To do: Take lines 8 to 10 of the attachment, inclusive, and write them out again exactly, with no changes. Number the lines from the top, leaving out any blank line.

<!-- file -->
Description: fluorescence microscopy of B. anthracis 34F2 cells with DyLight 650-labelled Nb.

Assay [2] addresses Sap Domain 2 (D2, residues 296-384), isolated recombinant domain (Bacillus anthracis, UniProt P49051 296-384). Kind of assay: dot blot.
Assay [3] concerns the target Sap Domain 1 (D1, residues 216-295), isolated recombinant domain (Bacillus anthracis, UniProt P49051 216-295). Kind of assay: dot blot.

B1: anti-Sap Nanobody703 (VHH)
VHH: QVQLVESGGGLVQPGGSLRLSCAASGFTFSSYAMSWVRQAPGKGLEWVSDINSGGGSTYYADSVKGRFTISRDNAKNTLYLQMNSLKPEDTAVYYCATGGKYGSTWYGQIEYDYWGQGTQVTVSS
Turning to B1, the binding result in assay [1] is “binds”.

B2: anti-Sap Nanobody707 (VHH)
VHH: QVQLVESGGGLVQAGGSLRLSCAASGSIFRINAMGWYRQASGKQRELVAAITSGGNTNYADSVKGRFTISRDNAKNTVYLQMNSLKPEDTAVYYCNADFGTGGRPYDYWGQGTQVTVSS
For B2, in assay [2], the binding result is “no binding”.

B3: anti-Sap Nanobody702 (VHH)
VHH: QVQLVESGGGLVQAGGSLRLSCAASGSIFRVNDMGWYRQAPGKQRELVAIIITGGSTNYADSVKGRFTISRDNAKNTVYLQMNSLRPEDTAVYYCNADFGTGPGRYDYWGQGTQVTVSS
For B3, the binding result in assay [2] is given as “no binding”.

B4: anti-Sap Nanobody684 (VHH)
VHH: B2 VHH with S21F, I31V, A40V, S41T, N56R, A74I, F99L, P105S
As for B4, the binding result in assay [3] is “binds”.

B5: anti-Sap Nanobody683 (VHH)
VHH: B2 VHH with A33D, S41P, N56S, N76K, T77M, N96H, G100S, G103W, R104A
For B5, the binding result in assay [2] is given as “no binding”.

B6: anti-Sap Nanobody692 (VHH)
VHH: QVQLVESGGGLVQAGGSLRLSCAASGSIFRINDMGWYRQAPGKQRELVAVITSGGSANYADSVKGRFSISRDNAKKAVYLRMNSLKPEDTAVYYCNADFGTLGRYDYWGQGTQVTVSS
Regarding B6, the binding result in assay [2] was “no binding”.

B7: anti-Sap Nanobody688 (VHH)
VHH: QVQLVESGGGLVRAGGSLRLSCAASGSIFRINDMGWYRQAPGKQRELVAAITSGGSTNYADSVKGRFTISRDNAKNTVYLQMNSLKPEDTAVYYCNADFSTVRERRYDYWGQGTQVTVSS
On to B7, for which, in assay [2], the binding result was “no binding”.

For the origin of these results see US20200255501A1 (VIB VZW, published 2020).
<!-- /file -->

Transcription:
VHH: QVQLVESGGGLVQAGGSLRLSCAASGSIFRINAMGWYRQASGKQRELVAAITSGGNTNYADSVKGRFTISRDNAKNTVYLQMNSLKPEDTAVYYCNADFGTGGRPYDYWGQGTQVTVSS
For B2, in assay [2], the binding result is “no binding”.

B3: anti-Sap Nanobody702 (VHH)